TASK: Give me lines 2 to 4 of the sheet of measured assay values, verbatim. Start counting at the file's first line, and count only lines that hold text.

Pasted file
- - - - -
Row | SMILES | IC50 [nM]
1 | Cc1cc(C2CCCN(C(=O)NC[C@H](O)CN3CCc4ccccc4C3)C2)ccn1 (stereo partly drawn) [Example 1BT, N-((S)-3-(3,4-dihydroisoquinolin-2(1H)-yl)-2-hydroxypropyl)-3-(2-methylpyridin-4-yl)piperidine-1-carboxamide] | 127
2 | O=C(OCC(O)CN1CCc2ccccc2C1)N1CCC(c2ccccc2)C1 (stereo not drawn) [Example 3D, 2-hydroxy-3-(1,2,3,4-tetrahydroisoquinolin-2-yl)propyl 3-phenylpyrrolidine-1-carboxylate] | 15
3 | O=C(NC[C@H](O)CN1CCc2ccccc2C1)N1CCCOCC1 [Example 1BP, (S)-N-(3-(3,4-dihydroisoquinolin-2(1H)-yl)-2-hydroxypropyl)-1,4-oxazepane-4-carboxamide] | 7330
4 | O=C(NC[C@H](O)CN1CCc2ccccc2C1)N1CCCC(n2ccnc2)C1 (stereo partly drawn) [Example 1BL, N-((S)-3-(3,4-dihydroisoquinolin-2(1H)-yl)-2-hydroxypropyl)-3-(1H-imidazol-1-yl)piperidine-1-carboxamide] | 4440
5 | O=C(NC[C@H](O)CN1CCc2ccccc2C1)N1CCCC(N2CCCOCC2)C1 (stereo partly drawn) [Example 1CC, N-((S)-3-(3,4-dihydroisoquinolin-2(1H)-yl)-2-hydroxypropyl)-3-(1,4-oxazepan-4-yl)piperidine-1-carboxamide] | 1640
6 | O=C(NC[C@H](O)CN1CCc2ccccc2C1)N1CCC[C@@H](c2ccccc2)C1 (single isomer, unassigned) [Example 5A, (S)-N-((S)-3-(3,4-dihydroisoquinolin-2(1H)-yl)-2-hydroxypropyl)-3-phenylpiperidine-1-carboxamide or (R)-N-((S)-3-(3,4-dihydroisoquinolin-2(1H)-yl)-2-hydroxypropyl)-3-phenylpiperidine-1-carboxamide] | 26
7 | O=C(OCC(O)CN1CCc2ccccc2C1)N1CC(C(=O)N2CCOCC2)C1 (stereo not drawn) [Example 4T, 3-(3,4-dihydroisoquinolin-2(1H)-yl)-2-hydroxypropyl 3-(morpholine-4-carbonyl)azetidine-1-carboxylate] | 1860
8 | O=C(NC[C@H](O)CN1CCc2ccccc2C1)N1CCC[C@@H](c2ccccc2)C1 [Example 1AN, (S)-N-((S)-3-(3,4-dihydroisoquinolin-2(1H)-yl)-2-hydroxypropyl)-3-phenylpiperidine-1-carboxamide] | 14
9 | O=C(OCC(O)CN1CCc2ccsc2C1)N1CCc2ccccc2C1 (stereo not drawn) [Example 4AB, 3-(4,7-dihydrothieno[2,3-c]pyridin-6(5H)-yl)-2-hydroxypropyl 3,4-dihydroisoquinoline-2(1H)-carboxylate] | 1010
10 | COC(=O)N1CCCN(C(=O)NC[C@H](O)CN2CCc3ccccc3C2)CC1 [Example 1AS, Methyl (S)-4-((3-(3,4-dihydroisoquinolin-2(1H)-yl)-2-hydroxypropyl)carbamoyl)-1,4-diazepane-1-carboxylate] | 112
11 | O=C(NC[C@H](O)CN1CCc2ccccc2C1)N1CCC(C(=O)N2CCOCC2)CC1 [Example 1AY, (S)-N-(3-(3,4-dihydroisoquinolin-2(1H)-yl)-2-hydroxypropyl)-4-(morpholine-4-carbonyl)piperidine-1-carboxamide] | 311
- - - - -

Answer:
1 | Cc1cc(C2CCCN(C(=O)NC[C@H](O)CN3CCc4ccccc4C3)C2)ccn1 (stereo partly drawn) [Example 1BT, N-((S)-3-(3,4-dihydroisoquinolin-2(1H)-yl)-2-hydroxypropyl)-3-(2-methylpyridin-4-yl)piperidine-1-carboxamide] | 127
2 | O=C(OCC(O)CN1CCc2ccccc2C1)N1CCC(c2ccccc2)C1 (stereo not drawn) [Example 3D, 2-hydroxy-3-(1,2,3,4-tetrahydroisoquinolin-2-yl)propyl 3-phenylpyrrolidine-1-carboxylate] | 15
3 | O=C(NC[C@H](O)CN1CCc2ccccc2C1)N1CCCOCC1 [Example 1BP, (S)-N-(3-(3,4-dihydroisoquinolin-2(1H)-yl)-2-hydroxypropyl)-1,4-oxazepane-4-carboxamide] | 7330